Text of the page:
Theresa May and Jeremy Corbyn have clashed over slashed legal aid during PMQs – with Corbyn quoting a leaseholder being threatened with eviction who cannot get legal aid and working “until 2am every night” collecting evidence.
May maintained a quarter of the Ministry of Justice’s budget is spent on legal aid, with the government reviewing legal aid schemes.
Corbyn told the Commons Labour is committed to restoring legal aid for housing, May turning the argument to anti-semitism.
As reported by 24housing, the decimation of legal aid services is seen as having serious implications for the function of any future Housing Court.
Analysis released in December last year revealed up to a million people now live in areas with no legal aid provision for housing, with a further 15 million having access to only one provider.
Some 15 law centres – often filling gaps in legal aid provision – have shut since the coalition government introduced the Legal Aid, Sentencing and Punishment of Offenders Act 2012, which withdrew aid from areas of law, including housing, family, welfare, and debt.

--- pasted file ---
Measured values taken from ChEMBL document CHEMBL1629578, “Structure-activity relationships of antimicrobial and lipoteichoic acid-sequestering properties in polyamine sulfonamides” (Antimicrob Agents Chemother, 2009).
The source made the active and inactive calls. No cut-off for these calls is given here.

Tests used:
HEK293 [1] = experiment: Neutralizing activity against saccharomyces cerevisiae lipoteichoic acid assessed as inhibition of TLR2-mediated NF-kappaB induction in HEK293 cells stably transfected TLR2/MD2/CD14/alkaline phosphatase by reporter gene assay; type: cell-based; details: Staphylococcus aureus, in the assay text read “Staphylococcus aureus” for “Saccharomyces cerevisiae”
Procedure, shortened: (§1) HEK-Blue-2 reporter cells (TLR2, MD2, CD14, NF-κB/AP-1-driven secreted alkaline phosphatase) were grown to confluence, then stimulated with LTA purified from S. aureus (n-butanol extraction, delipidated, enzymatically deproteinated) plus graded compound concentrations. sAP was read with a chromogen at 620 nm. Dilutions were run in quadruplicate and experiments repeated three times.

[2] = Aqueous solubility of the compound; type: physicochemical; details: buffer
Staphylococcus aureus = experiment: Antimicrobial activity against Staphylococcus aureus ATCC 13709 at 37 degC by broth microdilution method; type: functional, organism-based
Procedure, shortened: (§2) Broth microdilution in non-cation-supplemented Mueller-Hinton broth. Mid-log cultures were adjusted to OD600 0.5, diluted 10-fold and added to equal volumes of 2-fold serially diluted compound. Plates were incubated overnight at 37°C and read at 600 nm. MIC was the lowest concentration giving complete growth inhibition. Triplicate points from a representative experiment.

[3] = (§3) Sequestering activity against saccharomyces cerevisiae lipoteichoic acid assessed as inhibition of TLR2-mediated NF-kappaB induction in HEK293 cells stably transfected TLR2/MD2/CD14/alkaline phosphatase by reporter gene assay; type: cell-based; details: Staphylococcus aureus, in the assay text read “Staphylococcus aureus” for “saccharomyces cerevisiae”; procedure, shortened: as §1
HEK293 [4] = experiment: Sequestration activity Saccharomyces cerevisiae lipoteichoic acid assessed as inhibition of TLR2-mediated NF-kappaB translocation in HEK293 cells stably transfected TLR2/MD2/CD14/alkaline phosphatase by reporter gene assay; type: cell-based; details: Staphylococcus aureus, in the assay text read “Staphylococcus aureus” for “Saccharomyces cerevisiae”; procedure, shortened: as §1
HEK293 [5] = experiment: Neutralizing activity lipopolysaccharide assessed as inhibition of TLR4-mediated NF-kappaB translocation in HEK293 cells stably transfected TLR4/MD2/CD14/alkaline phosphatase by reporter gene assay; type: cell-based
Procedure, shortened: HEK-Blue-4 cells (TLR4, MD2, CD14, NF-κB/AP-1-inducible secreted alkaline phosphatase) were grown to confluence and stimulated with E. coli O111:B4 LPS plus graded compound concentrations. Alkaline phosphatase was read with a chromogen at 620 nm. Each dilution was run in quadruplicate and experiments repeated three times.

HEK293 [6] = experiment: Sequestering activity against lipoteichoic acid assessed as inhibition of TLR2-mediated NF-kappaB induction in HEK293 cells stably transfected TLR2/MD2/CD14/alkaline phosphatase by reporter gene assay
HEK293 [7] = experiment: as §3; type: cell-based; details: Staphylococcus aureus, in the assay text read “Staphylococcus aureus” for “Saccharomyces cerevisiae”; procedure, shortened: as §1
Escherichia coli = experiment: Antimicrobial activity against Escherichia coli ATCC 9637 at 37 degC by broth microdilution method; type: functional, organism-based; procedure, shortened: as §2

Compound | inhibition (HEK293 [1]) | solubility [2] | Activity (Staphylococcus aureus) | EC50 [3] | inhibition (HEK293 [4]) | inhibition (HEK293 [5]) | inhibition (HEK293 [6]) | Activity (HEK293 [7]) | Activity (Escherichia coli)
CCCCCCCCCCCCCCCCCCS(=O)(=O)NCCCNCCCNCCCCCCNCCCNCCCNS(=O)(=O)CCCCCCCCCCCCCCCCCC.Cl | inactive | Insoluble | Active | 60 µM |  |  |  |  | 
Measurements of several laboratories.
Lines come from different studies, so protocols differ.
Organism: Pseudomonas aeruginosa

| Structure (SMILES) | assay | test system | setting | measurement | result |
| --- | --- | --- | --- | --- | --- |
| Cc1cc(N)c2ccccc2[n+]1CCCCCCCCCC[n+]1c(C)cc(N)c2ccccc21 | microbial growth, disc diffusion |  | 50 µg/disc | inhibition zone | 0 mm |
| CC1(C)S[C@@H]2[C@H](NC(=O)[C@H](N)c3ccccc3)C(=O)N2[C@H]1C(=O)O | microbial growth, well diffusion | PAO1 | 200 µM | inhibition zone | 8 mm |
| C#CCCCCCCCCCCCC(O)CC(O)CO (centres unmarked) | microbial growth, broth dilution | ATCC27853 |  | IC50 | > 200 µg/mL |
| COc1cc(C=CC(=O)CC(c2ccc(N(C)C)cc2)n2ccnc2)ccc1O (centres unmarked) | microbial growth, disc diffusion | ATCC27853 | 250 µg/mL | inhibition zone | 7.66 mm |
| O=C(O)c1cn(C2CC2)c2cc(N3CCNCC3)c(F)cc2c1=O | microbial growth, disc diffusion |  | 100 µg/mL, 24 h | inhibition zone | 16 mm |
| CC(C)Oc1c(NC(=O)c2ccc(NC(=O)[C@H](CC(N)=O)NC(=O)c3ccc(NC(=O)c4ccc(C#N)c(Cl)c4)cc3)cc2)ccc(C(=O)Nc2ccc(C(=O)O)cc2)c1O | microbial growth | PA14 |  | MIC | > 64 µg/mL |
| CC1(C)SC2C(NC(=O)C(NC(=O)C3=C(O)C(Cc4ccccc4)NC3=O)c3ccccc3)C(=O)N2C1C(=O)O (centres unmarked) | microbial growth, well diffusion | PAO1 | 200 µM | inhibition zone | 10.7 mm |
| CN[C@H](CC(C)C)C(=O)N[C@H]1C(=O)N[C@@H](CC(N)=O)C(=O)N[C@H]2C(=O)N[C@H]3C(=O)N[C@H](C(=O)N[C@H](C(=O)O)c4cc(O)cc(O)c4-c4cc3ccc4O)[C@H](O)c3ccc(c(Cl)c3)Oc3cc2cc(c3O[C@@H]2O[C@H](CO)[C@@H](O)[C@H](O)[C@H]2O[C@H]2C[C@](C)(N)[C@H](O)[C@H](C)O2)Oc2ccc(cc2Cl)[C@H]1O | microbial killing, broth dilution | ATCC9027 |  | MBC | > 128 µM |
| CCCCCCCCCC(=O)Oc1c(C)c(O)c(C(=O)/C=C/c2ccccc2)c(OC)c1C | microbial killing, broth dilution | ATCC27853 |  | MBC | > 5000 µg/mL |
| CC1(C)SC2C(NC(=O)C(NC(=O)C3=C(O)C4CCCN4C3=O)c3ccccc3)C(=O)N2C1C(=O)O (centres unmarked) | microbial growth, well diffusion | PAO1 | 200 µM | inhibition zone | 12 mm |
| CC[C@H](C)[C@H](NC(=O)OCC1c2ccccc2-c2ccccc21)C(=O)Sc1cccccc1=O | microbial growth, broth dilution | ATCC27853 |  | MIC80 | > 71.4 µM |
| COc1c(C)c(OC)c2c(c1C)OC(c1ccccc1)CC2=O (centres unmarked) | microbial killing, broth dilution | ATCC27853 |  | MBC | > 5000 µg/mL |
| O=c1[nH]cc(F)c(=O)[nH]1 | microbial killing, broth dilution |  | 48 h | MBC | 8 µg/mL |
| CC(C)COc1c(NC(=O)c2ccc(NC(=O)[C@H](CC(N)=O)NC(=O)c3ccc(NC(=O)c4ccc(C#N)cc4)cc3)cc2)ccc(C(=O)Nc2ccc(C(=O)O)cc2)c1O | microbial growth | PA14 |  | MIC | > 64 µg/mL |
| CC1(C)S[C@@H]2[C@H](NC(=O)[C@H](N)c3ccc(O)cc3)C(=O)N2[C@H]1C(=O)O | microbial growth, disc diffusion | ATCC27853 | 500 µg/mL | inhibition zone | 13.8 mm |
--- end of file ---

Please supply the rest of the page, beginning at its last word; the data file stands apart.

There are concerns across the housing and legal sectors as to how cases could be brought by tenants without access to legal aid – given the acknowledged complexity of such cases.
In looking to a housing court, government concedes to the present process of resolving housing disputes as “confusing and acting as a deterrent” to those seeking justice.
Other factors include reducing the need for multiple hearings in different courts, transferring certain types of housing cases between the courts and tribunal or vice-versa to ensure cases are resolved quickly, and issuing new guidance to help tenants and landlords navigate their way through the legal system.
Having taken the views of members practising housing law, the Chartered Institute of Legal Executives (CILEx) has warned Housing Court will fail unless it is adequately resourced with specialist judges, staff, and locations to ensure access to justice – and a need for MHCLG to cut the ever-higher level of court fees or risk deterring “good and important cases”.
Challenged over more incentives for legal aid lawyers to offer housing advice ahead of PRS reform, an MHCLG minister told the House of Lords many such cases “will not to go to law” in future.
During a debate on Section 21 – that government is proposing to abolish subject to consultation – Labour’s Lord Beecham urged the MHCLG’s Lord Bourne to consult with the Ministry of Justice to ensure such incentives.